This post is the last part of a bigger article which is titled “5 things you should know - and 2 things you better not forget - when building a data analytic environment”. It is about data analytics in general, but with a focus on building bigger solutions like a CCM (Continuous Controls Monitoring Environment).
The full article contains of several parts. The first five describe attention points that you should be aware of:
- Know what you want to know (aka list analytic questions)
- Know your systems (aka identify data sources)
- Know your data (aka examine data structures)
- Know your Analytic Tools (aka understand technical possibilities and limits)
- Know your customers (aka think about who receives the results and what they will do with it)
Then we focus on two things that you probably already know, but we emphasize their importance for that special topic of data analytics:
- There is a price tag to it (aka budget)
- You need someone who can do it (aka resources)
The first five parts have already been covered (they are linked above, so you can go back anytime). This is the last part, covering “There is a price tag to it” and “You need someone who can do it”.
Bottom line of part five was, that results provided to those parties should be on different detail levels, and different output format. This may require special tools depending on what will be provided and how:
|Result consumer ||Graphics||Detail level||Tools|
|Decision Maker||Solely||Birds view perspective||Dashboard|
|Business Analyst|| Partly||Summarizes and Details||Analytic tool|
|Accounting Clerk|| No|| Detail level||Exception Management, Excel|
Picture 6 - Result consumer overview
Now that all five prerequisites are covered, we “only” have to implement the CCM project successfully. In this last part of the CCM series we talk about two elements that you probably already know, so here are…
... two things you better not forget
We will be discussing the aspects of
- There is a price tag to it (aka budget)
- You need someone who can do it (aka resources)
Of course there is no need to shy away from doing data analytics in a CCM environment. However it is more expensive (at least during the implementation) than doing only none-structured ad-hoc analytics.
The key elements that have a price tag are
- Internal costs
- Content (Make or buy)
- Know-How Transfer
- Internal and external human resources
Our CCM project “Payments to critical countries” should be performed by proper Client/Server data analytics software for the reasons discussed in part four of this article. This might cost more than only the desktop version of that software. If there is a user-based component (e.g. who can access the dashboard results) this has to be taken into account as well.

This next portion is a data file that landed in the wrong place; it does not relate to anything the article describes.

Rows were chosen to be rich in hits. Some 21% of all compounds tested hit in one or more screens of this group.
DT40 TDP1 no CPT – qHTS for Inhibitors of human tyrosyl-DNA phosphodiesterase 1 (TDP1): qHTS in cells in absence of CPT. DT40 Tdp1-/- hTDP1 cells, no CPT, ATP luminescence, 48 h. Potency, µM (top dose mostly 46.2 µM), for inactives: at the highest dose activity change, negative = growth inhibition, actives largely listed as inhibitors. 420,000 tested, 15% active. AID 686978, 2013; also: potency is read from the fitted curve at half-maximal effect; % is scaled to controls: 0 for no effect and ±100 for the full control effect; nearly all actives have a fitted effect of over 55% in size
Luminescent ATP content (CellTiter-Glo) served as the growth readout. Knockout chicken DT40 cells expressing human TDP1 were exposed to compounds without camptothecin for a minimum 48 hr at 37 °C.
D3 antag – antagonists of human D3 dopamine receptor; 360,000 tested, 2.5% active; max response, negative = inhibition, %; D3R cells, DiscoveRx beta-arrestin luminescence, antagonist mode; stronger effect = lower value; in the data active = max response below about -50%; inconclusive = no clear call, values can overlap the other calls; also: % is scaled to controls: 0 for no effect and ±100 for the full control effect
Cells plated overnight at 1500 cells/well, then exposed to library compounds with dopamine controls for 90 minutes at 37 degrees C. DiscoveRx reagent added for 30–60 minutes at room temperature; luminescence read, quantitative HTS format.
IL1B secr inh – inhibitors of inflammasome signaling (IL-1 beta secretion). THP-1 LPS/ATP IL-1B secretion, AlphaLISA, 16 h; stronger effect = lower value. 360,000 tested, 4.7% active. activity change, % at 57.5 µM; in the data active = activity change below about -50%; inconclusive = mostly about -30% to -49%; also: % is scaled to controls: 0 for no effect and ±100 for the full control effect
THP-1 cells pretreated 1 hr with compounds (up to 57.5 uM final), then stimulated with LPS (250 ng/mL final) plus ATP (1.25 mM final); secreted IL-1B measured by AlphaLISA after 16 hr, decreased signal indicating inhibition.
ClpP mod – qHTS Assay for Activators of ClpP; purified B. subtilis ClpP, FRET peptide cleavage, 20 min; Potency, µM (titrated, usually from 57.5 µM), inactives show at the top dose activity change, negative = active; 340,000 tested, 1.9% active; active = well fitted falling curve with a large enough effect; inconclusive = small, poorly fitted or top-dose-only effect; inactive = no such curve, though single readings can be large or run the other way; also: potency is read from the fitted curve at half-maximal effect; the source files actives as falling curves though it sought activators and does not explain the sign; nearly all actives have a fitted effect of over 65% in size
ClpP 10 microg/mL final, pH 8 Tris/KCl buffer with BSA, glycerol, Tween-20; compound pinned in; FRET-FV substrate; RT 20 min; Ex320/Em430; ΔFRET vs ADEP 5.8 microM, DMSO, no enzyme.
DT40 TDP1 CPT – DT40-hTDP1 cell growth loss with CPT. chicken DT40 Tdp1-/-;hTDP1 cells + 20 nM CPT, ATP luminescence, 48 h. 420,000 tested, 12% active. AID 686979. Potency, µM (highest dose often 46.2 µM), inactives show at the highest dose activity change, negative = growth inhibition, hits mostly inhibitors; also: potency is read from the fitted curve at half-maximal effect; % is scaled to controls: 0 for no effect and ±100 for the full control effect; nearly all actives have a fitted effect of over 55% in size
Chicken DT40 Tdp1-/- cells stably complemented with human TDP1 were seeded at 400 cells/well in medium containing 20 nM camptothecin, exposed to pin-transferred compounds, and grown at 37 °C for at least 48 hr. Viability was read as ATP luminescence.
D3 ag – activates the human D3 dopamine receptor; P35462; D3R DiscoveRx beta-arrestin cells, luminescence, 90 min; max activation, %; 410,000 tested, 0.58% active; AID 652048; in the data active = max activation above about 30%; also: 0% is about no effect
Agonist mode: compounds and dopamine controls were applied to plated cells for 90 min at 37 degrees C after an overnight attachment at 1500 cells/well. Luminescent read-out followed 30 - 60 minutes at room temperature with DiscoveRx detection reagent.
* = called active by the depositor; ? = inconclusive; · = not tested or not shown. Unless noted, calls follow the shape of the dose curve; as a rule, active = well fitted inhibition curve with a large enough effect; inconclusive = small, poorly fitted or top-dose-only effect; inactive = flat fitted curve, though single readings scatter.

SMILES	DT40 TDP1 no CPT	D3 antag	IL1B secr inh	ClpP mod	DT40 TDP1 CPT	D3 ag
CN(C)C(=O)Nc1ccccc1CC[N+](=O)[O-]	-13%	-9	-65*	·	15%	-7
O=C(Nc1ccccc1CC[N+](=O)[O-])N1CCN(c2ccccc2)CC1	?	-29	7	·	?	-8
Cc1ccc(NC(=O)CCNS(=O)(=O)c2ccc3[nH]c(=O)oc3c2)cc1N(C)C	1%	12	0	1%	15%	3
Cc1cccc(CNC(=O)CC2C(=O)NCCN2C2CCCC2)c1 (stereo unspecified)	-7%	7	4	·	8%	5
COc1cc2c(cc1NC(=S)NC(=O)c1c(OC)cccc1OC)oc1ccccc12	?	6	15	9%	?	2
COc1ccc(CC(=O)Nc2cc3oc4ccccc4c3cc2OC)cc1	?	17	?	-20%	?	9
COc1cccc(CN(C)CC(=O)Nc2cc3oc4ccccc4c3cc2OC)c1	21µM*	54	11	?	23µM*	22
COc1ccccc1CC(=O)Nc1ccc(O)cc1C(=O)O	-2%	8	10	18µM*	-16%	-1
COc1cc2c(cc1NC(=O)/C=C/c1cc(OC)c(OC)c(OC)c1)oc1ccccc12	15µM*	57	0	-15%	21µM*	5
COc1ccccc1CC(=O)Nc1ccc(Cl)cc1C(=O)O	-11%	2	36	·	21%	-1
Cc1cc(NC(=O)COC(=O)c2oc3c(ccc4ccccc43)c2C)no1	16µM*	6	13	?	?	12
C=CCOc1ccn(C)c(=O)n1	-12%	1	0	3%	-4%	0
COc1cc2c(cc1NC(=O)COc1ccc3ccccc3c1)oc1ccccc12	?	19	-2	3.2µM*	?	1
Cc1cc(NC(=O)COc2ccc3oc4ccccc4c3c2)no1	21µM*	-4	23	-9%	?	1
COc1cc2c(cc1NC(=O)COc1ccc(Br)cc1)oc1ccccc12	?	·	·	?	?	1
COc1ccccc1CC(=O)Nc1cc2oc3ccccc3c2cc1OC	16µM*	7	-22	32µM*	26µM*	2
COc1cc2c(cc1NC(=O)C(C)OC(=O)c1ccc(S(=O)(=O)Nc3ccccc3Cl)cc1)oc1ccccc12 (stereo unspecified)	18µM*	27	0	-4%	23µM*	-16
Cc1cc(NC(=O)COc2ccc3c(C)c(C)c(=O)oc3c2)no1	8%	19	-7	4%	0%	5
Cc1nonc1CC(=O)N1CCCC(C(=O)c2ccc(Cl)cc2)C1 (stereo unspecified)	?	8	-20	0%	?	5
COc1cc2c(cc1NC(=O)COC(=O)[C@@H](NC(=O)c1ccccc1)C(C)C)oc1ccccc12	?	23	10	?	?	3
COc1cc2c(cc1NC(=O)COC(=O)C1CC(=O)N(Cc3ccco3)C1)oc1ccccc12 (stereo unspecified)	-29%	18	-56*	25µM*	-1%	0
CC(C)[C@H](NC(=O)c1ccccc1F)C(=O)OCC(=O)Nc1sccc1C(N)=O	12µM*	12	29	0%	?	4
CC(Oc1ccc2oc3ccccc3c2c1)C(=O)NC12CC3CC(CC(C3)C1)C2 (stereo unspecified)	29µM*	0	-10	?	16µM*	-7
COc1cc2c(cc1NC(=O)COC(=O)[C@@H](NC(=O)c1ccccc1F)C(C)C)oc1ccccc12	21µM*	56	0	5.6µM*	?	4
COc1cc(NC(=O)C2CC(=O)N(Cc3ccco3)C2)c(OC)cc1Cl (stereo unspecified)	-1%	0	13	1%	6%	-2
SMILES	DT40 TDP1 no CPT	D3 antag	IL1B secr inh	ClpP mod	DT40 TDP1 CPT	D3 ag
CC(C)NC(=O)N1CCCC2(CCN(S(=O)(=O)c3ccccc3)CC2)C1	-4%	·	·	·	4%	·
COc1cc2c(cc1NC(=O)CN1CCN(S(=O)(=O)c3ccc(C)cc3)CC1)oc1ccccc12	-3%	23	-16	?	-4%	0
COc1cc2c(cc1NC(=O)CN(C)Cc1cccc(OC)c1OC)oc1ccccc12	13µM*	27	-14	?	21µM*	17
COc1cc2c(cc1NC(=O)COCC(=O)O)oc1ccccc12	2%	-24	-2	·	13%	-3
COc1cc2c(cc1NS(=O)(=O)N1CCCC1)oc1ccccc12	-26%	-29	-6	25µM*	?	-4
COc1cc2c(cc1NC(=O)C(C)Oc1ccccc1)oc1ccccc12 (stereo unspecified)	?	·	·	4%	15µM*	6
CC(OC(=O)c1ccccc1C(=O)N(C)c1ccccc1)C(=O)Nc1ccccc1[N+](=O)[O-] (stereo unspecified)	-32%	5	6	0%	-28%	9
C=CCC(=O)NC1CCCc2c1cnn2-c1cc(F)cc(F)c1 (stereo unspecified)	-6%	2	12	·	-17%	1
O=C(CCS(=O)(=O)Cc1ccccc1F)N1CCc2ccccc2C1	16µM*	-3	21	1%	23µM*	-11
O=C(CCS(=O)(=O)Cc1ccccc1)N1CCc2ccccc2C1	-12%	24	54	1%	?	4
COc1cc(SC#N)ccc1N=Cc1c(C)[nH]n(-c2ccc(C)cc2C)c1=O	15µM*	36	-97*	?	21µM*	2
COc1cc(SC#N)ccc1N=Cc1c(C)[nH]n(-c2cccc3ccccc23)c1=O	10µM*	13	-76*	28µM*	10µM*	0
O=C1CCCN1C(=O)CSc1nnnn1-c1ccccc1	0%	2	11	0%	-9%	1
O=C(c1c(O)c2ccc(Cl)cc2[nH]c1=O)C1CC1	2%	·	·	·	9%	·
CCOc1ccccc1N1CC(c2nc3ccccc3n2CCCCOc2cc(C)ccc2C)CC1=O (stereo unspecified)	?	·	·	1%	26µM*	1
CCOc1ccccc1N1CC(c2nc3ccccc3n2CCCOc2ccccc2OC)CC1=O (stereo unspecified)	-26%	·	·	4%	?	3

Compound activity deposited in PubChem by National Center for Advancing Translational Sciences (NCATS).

Client/server software usually does not make sense without a proper server environment. So the hardware is an element you have to consider as well. Whereas standard software has lower system requirements, a CCM solution will need more iron and horsepower to run properly.
If software and hardware are in place, installation and testing will require time and technical know-how (even more for this complex client/server environment, SAP® data access and so on). Make sure that you have the internal costs for installation, testing and maintenance on your agenda.
We also discussed the aspect of getting some ready-made content. Maybe the analytic “Payments to critical countries” can be purchased as readymade solution. This is a typical “make or buy” questions. Buying content will cost money, but developing that analytics plus documentation internally (even if someone with appropriate know-how can do it) will eat up time as well and therefore cause costs and efforts.
After setting up the solution and the content, there is the aspect of know-how transfer. How to use the CCM software, where to click? How to interpret the results? What are the steps necessary for change or add analytics to that solution? Are there SAP® specific elements that need to be trained? It is always good to have the focus on key users here, but having that know-how distributed over several shoulders will reduce the risk that comes with a potential fluctuation of employees.
All these elements need to be taken care of by people, so the last bullet point above is titled with “Internal and external human resources”. But this brings us to the second aspect that this article covers “You need someone who can do it (aka resources)”.